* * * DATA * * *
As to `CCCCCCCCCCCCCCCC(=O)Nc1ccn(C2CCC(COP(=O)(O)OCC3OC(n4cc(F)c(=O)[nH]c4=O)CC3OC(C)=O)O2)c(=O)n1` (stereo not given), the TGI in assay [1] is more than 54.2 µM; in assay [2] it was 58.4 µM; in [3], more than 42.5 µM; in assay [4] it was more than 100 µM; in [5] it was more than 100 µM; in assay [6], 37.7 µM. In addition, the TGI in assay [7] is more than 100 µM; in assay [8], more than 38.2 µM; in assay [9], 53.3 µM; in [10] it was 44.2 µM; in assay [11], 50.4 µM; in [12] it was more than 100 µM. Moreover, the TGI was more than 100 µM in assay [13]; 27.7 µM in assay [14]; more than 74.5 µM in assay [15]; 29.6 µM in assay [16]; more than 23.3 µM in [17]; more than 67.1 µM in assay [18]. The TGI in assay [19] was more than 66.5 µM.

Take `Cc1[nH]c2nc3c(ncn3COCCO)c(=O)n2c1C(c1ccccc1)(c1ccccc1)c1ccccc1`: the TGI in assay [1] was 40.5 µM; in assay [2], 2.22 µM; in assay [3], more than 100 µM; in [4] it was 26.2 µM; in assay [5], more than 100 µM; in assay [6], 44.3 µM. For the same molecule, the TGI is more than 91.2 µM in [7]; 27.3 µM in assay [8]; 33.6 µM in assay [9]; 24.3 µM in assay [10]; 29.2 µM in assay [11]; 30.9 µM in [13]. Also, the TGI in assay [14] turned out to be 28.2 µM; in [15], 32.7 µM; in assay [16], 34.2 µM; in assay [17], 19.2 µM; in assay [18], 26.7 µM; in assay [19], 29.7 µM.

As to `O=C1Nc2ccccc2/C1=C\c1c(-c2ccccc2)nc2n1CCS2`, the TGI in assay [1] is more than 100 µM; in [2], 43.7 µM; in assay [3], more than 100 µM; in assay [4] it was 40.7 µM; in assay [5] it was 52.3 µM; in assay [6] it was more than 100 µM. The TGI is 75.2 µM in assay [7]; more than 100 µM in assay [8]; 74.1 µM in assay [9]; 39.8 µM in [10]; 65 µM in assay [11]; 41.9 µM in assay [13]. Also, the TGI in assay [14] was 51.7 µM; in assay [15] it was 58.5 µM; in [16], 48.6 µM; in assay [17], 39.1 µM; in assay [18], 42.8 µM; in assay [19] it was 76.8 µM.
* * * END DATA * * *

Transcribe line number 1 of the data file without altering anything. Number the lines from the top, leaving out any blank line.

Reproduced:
As to `CCCCCCCCCCCCCCCC(=O)Nc1ccn(C2CCC(COP(=O)(O)OCC3OC(n4cc(F)c(=O)[nH]c4=O)CC3OC(C)=O)O2)c(=O)n1` (stereo not given), the TGI in assay [1] is more than 54.2 µM; in assay [2] it was 58.4 µM; in [3], more than 42.5 µM; in assay [4] it was more than 100 µM; in [5] it was more than 100 µM; in assay [6], 37.7 µM. In addition, the TGI in assay [7] is more than 100 µM; in assay [8], more than 38.2 µM; in assay [9], 53.3 µM; in [10] it was 44.2 µM; in assay [11], 50.4 µM; in [12] it was more than 100 µM. Moreover, the TGI was more than 100 µM in assay [13]; 27.7 µM in assay [14]; more than 74.5 µM in assay [15]; 29.6 µM in assay [16]; more than 23.3 µM in [17]; more than 67.1 µM in assay [18]. The TGI in assay [19] was more than 66.5 µM.